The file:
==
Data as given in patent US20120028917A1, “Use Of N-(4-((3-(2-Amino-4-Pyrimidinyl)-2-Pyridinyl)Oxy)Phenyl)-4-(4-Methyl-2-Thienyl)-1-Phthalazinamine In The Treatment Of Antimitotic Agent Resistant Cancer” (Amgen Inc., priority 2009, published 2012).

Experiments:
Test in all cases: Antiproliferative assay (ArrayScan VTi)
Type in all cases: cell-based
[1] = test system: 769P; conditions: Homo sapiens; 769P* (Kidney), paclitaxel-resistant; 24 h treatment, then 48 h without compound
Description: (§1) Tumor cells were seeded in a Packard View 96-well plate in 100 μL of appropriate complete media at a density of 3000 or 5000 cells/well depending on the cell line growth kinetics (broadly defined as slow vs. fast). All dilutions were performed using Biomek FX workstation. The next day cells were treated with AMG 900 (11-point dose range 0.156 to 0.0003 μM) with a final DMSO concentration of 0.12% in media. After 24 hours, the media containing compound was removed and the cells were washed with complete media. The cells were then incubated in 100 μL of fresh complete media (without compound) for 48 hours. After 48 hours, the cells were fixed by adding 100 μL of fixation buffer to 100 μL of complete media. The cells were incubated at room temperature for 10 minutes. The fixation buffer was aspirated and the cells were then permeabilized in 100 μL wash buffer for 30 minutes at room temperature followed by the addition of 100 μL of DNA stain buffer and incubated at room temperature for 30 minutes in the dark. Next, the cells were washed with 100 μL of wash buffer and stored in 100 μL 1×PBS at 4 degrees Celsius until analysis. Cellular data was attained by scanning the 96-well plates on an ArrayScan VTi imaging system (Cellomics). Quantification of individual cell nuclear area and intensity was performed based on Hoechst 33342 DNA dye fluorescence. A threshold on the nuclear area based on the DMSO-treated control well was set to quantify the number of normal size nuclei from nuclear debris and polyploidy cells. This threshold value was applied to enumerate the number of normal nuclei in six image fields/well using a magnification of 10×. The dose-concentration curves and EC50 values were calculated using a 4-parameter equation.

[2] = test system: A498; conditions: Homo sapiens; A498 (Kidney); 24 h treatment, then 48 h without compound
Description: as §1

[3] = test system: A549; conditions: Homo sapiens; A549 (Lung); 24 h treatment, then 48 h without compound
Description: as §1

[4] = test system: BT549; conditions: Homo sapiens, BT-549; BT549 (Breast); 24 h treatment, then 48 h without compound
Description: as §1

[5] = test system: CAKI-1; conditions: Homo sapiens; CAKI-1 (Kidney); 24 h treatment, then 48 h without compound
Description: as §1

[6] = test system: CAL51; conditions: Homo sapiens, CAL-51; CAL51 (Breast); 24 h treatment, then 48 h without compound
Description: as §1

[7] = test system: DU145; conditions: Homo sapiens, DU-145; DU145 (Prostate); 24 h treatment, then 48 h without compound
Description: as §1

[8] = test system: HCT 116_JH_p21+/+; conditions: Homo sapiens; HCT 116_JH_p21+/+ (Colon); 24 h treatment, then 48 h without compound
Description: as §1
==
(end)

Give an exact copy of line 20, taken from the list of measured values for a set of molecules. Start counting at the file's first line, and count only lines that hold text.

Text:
Description: as §1